Sherri Hammons, Colorado’s chief technology officer, is in a similar position to other state information technology executives these days, however, her state is taking a slightly different approach.
Hammons said one of her top priorities these days is making sure Colorado is prepared to fulfill its requirements under the Affordable Care Act, namely the Health Insurance Marketplace which needs to be stood up by October 1 and fully operational by the first of the calendar year.
Unlike most states that are creating their own system, Hammons told StateScoop that Colorado is going in an alternate direction: The state is working with Connect for Health, a non-profit state designated entity, that will run the exchange on behalf of that state.
“When it comes down to it, the [Governor’s Office of Information Technology] doesn’t have anything to do with the running of the exchange,” Hammons said. “We’ll work together on integrating that system with the changes to Medicaid that are part of the Affordable Care Act, in bringing together something new with something that is old, but changing.”
The Medicaid upgrades will be a huge task as well, but one Hammons will tie into Colorado’s new citizen engagement platform called Peak. The platform will create a single portal for Colorado’s citizens to access state services in one location, instead of visiting a number of different agency pages.
Outlined last year in a white paper written by Hammons and Colorado Chief Information Officer Kristin Russell, Peak will roll out with the upgrades to Medicaid and then add different services as time goes on. One, in particular, Hammons would like to tackle is helping improve the service of the state’s department of motor vehicles and improving the wait times that citizens face when visiting their local office.
“In the past, governments have not always been focused on the citizen’s experience as there is no competition for their services, but we need to change that,” said Hammons, who spent her career in the private sector before joining Colorado in 2011. “Our citizens are our customers and we need to be constantly finding ways to positively engage with them.”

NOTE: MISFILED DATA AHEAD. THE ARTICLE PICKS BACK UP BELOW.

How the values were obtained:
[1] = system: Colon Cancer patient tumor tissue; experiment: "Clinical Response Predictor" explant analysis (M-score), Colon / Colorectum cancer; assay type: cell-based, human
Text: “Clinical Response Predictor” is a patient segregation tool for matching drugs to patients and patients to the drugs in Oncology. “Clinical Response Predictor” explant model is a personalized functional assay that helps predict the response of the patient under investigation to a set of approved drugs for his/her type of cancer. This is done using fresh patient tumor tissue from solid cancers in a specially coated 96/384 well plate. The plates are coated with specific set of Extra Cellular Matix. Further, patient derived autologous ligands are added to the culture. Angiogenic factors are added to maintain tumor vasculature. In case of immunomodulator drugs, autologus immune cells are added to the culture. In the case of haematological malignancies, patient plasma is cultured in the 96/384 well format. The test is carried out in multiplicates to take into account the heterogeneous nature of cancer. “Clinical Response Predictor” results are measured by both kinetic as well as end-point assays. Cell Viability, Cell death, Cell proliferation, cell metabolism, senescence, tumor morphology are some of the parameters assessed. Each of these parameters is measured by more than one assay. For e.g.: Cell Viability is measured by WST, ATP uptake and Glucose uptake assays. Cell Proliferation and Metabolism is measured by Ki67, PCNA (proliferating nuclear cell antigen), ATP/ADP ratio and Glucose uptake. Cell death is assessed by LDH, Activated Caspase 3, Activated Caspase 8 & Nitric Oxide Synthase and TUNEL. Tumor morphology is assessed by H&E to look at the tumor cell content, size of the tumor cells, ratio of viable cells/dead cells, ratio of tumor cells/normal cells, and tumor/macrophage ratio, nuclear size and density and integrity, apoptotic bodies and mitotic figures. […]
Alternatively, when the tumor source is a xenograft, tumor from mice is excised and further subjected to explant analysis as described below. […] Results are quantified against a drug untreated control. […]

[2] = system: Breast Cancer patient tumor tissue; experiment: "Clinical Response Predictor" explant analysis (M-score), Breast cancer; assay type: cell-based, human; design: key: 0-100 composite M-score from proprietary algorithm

Another big project is building out the state’s mobile capabilities, not just for the state’s employees, but for the citizens as well. Hammons instituted a “Mobile First” policy for all new projects. The strategy designates that the state looks at mobile technologies first with all government services, but especially citizen facing services, and have that capability included before a system is up and running. The same goes to include mobile, where possible, on older systems.
“We want 100 percent of what we do to be mobile ready,” Hammons said. “We’re not there yet, but just want to put that in people’s mind when thinking about projects and programs, because so many of our citizens are connecting via smartphones.”
The state also has BYOD in place for its employees with a list of acceptable use policies in place for most of the state agencies. Some, like the department of corrections, are not using BYOD because they wanted more control over their environment, Hammons said.
As for the cloud, Hammons said the state has both a private cloud and a commercial cloud that it uses. The state runs most of its applications out of its own cloud, but then moves the ones that need 24-hour support, like that Medicaid project, to an external cloud.
Hammons also instituted a “Cloud First” policy, which she said she borrowed from her friend and former U.S. CIO Vivek Kundra who instituted the policy for the federal government.
“The cloud is big for us,” Hammons said. “A lot of people are not sure how to use it, but we see a lot of opportunity in it.”